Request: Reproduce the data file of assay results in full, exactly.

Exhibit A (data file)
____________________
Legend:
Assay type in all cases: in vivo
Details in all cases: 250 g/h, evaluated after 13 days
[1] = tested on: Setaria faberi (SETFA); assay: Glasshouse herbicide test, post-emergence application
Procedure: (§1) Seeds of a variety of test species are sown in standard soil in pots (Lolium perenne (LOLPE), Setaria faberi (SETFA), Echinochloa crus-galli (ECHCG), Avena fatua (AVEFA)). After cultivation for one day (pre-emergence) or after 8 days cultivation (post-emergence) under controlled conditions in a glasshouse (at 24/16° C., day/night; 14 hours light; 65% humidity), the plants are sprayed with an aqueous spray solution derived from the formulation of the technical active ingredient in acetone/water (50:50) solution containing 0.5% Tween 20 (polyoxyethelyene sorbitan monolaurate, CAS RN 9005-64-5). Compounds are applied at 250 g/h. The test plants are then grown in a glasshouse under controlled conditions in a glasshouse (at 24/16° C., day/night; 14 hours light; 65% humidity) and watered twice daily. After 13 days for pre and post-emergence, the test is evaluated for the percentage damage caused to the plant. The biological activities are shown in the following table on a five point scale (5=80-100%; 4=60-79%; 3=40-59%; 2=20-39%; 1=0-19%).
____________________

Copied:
Legend:
Assay type in all cases: in vivo
Details in all cases: 250 g/h, evaluated after 13 days
[1] = tested on: Setaria faberi (SETFA); assay: Glasshouse herbicide test, post-emergence application
Procedure: (§1) Seeds of a variety of test species are sown in standard soil in pots (Lolium perenne (LOLPE), Setaria faberi (SETFA), Echinochloa crus-galli (ECHCG), Avena fatua (AVEFA)). After cultivation for one day (pre-emergence) or after 8 days cultivation (post-emergence) under controlled conditions in a glasshouse (at 24/16° C., day/night; 14 hours light; 65% humidity), the plants are sprayed with an aqueous spray solution derived from the formulation of the technical active ingredient in acetone/water (50:50) solution containing 0.5% Tween 20 (polyoxyethelyene sorbitan monolaurate, CAS RN 9005-64-5). Compounds are applied at 250 g/h. The test plants are then grown in a glasshouse under controlled conditions in a glasshouse (at 24/16° C., day/night; 14 hours light; 65% humidity) and watered twice daily. After 13 days for pre and post-emergence, the test is evaluated for the percentage damage caused to the plant. The biological activities are shown in the following table on a five point scale (5=80-100%; 4=60-79%; 3=40-59%; 2=20-39%; 1=0-19%).